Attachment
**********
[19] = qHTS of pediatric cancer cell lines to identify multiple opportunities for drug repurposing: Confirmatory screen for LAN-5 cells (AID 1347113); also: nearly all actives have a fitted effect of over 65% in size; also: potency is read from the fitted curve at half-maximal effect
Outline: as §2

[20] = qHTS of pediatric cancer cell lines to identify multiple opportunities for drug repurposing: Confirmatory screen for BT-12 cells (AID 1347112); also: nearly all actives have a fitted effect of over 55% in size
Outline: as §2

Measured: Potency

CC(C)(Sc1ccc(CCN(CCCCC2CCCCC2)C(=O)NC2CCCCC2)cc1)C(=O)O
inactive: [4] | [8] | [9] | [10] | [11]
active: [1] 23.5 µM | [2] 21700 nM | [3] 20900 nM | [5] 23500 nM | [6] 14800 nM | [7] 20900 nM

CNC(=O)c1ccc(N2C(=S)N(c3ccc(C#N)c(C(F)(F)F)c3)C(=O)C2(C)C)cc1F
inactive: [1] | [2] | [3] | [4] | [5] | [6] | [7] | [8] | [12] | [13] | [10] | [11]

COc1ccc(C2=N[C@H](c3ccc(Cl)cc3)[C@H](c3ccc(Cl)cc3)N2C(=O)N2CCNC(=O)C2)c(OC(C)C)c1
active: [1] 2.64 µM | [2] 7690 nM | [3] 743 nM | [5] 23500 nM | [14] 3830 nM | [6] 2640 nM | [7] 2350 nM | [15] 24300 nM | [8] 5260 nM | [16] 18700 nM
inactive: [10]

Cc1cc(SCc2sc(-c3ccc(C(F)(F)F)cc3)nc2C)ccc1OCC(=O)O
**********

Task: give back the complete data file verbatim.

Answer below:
[19] = qHTS of pediatric cancer cell lines to identify multiple opportunities for drug repurposing: Confirmatory screen for LAN-5 cells (AID 1347113); also: nearly all actives have a fitted effect of over 65% in size; also: potency is read from the fitted curve at half-maximal effect
Outline: as §2

[20] = qHTS of pediatric cancer cell lines to identify multiple opportunities for drug repurposing: Confirmatory screen for BT-12 cells (AID 1347112); also: nearly all actives have a fitted effect of over 55% in size
Outline: as §2

Measured: Potency

CC(C)(Sc1ccc(CCN(CCCCC2CCCCC2)C(=O)NC2CCCCC2)cc1)C(=O)O
inactive: [4] | [8] | [9] | [10] | [11]
active: [1] 23.5 µM | [2] 21700 nM | [3] 20900 nM | [5] 23500 nM | [6] 14800 nM | [7] 20900 nM

CNC(=O)c1ccc(N2C(=S)N(c3ccc(C#N)c(C(F)(F)F)c3)C(=O)C2(C)C)cc1F
inactive: [1] | [2] | [3] | [4] | [5] | [6] | [7] | [8] | [12] | [13] | [10] | [11]

COc1ccc(C2=N[C@H](c3ccc(Cl)cc3)[C@H](c3ccc(Cl)cc3)N2C(=O)N2CCNC(=O)C2)c(OC(C)C)c1
active: [1] 2.64 µM | [2] 7690 nM | [3] 743 nM | [5] 23500 nM | [14] 3830 nM | [6] 2640 nM | [7] 2350 nM | [15] 24300 nM | [8] 5260 nM | [16] 18700 nM
inactive: [10]

Cc1cc(SCc2sc(-c3ccc(C(F)(F)F)cc3)nc2C)ccc1OCC(=O)O